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This week, one of my patrons requested some good news. It’s true, basically all of my videos recently have been super depressing. The reason is simple: we live in the worst timeline. There is no good news.
Just kidding, there are some happy stories out there, but they’re not very interesting. To me, I mean. Because I’m a horrible person who feeds on sadness and hopelessness.
Okay, that’s a joke, too. I like happy things! Really! It’s just that most happy things don’t really require my hot take. I want to produce videos for you guys that offer an alternative look at science news or political news that you won’t necessarily find in other places, but today I’m going to set that aside and just talk about a fun little bit of science that is very sweet and as a bonus it’s about love, and what with today being half-price candy day, well, what could be more appropriate?
A new study published in the journal Psychoneuroendocrinology found that falling in love is good for your immune system. Awww.
There have previously been studies showing that being in a committed relationship is good for your health, mostly because it’s just nice having another person who is constantly watching your back — it’s especially good for men, who when single are much worse than women at things like going to the doctor for an annual physical, or having that weird lump checked out. Spending a lot of time with someone who cares about you means catching problems before they become deadly, and also nursing you back to health when you’re sick. It’s just good for you.
But this new study looks at things from a slightly different perspective: does the mere act of falling in love have health benefits, independent of the benefit of having a partner looking out for you? Researchers at UCLA and Tulane collaborated on this neat study that spanned three years and involved about 50 women. They spent ages finding the perfect women to study: they had to have just entered a new relationship but not fallen in love yet. Half the women who contacted them had already fallen in love within a month of their new relationship. Big mood. I may be bisexual but I fall in love like that joke lesbians tell — I show up to the second date with a U-Haul.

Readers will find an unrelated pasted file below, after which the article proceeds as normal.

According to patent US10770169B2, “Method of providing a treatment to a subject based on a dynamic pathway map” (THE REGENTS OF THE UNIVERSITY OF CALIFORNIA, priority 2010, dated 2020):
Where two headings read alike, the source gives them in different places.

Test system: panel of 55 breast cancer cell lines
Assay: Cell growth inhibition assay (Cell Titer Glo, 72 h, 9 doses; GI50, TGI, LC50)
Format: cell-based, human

Once they had their women, they drew their blood and then had them keep coming back for surveys every two weeks asking about various things, including whether or not they were in love yet. Once they reported that they were in love, they had their blood drawn again.
The researchers found that when women fell in love, genes associated with their immune system showed increased activity, making the women more defensive against viruses.
That’s a really cool finding! The research doesn’t tell us a few things, like why this happens — the researchers guess that it may be a way for the women’s bodies to prepare for close intimate contact (which is how viruses spread), or it could be their bodies getting ready for pregnancy. Or, hey, it could just be a coincidence. It’s only 47 women, after all. The next step is to see if this happens to men, too, and if it happens in long-term relationships as well.
The researchers said they were inspired to do this study after hearing of other research that found that loneliness was a big predictor for mortality, so they wanted to see if “the opposite of loneliness” would boost health, and they figured the opposite of loneliness was new romantic love. Interestingly enough, they found that the women’s self-reported loneliness didn’t actually change when they fell in love, so the original thing they were looking at didn’t actually have an impact on health.
So there you have it: a cool little study with a happy result. Go out and fall in love! Do it for your immune system. And while you’re waiting for that to happen, go to the drug store and get that half-price candy. We’ve got a few months until Easter half-price candy day.